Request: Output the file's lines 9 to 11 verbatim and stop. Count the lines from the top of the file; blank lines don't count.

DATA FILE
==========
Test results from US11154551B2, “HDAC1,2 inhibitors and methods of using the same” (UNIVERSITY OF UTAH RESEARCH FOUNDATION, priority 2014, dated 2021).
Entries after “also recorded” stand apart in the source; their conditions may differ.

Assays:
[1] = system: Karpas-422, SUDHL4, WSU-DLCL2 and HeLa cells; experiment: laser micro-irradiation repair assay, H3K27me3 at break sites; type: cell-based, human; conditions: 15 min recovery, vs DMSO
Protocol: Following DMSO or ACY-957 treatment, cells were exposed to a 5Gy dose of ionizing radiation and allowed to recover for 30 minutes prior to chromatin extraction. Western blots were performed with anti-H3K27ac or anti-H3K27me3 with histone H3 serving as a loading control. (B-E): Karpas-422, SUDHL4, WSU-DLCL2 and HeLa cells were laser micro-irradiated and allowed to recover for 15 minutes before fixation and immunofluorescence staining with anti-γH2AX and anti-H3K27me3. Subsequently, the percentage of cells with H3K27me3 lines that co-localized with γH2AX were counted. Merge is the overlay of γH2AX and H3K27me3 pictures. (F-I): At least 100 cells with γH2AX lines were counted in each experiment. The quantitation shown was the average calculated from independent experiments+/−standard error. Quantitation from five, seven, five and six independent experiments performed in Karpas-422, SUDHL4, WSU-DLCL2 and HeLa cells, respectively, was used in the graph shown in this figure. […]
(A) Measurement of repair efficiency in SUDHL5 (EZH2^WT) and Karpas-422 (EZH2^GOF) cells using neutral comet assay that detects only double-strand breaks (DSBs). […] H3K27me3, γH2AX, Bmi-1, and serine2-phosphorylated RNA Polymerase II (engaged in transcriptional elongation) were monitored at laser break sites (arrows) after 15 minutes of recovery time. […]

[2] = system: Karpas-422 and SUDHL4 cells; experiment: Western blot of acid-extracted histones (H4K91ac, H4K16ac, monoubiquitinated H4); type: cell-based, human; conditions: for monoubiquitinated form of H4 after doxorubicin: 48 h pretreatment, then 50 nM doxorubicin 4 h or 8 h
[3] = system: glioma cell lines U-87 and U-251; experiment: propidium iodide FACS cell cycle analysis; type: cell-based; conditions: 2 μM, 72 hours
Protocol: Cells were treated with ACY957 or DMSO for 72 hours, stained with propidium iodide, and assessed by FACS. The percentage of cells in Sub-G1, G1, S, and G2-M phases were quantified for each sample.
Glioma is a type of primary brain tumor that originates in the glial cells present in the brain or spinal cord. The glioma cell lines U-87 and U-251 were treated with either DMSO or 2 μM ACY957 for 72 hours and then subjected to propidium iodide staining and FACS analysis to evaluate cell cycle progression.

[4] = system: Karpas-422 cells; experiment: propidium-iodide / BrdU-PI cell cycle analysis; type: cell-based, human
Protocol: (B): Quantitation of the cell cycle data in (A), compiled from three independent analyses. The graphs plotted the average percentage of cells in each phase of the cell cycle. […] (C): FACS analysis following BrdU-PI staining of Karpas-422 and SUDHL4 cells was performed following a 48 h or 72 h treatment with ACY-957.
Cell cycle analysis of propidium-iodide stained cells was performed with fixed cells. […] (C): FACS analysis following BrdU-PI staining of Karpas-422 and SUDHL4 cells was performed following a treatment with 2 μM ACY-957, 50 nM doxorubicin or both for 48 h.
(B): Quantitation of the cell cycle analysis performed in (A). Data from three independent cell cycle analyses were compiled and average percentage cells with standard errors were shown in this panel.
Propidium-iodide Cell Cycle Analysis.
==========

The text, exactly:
Protocol: Cells were treated with ACY957 or DMSO for 72 hours, stained with propidium iodide, and assessed by FACS. The percentage of cells in Sub-G1, G1, S, and G2-M phases were quantified for each sample.
Glioma is a type of primary brain tumor that originates in the glial cells present in the brain or spinal cord. The glioma cell lines U-87 and U-251 were treated with either DMSO or 2 μM ACY957 for 72 hours and then subjected to propidium iodide staining and FACS analysis to evaluate cell cycle progression.

[4] = system: Karpas-422 cells; experiment: propidium-iodide / BrdU-PI cell cycle analysis; type: cell-based, human